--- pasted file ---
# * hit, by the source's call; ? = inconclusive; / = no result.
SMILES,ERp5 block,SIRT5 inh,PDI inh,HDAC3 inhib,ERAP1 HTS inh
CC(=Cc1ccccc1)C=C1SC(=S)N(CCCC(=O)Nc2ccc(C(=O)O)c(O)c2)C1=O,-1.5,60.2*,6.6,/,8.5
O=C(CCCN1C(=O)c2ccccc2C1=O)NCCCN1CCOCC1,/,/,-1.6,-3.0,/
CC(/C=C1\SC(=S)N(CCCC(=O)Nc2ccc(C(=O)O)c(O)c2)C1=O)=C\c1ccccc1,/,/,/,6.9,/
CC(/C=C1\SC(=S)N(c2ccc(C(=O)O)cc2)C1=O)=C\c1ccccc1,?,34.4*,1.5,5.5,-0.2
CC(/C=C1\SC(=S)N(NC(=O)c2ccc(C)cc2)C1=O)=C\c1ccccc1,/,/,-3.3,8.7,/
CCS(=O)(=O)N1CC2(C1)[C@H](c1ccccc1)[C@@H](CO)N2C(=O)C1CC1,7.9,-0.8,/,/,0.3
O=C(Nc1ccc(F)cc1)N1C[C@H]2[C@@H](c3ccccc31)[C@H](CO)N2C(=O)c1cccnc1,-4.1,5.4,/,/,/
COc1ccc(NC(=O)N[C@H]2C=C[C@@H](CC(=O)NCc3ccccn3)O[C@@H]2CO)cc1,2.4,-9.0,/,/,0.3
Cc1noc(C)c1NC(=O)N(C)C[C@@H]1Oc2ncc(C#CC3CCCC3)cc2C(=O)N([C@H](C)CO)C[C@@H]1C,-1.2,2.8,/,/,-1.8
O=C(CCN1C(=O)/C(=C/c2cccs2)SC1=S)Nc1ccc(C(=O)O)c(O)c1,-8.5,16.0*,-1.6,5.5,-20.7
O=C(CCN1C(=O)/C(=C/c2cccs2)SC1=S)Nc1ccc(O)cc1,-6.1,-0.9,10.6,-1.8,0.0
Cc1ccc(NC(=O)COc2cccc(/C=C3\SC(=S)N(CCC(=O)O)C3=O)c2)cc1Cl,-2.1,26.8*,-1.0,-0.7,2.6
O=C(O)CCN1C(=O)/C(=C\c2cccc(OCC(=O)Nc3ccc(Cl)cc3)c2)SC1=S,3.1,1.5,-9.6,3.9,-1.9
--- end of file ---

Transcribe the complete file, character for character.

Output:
# * hit, by the source's call; ? = inconclusive; / = no result.
SMILES,ERp5 block,SIRT5 inh,PDI inh,HDAC3 inhib,ERAP1 HTS inh
CC(=Cc1ccccc1)C=C1SC(=S)N(CCCC(=O)Nc2ccc(C(=O)O)c(O)c2)C1=O,-1.5,60.2*,6.6,/,8.5
O=C(CCCN1C(=O)c2ccccc2C1=O)NCCCN1CCOCC1,/,/,-1.6,-3.0,/
CC(/C=C1\SC(=S)N(CCCC(=O)Nc2ccc(C(=O)O)c(O)c2)C1=O)=C\c1ccccc1,/,/,/,6.9,/
CC(/C=C1\SC(=S)N(c2ccc(C(=O)O)cc2)C1=O)=C\c1ccccc1,?,34.4*,1.5,5.5,-0.2
CC(/C=C1\SC(=S)N(NC(=O)c2ccc(C)cc2)C1=O)=C\c1ccccc1,/,/,-3.3,8.7,/
CCS(=O)(=O)N1CC2(C1)[C@H](c1ccccc1)[C@@H](CO)N2C(=O)C1CC1,7.9,-0.8,/,/,0.3
O=C(Nc1ccc(F)cc1)N1C[C@H]2[C@@H](c3ccccc31)[C@H](CO)N2C(=O)c1cccnc1,-4.1,5.4,/,/,/
COc1ccc(NC(=O)N[C@H]2C=C[C@@H](CC(=O)NCc3ccccn3)O[C@@H]2CO)cc1,2.4,-9.0,/,/,0.3
Cc1noc(C)c1NC(=O)N(C)C[C@@H]1Oc2ncc(C#CC3CCCC3)cc2C(=O)N([C@H](C)CO)C[C@@H]1C,-1.2,2.8,/,/,-1.8
O=C(CCN1C(=O)/C(=C/c2cccs2)SC1=S)Nc1ccc(C(=O)O)c(O)c1,-8.5,16.0*,-1.6,5.5,-20.7
O=C(CCN1C(=O)/C(=C/c2cccs2)SC1=S)Nc1ccc(O)cc1,-6.1,-0.9,10.6,-1.8,0.0
Cc1ccc(NC(=O)COc2cccc(/C=C3\SC(=S)N(CCC(=O)O)C3=O)c2)cc1Cl,-2.1,26.8*,-1.0,-0.7,2.6
O=C(O)CCN1C(=O)/C(=C\c2cccc(OCC(=O)Nc3ccc(Cl)cc3)c2)SC1=S,3.1,1.5,-9.6,3.9,-1.9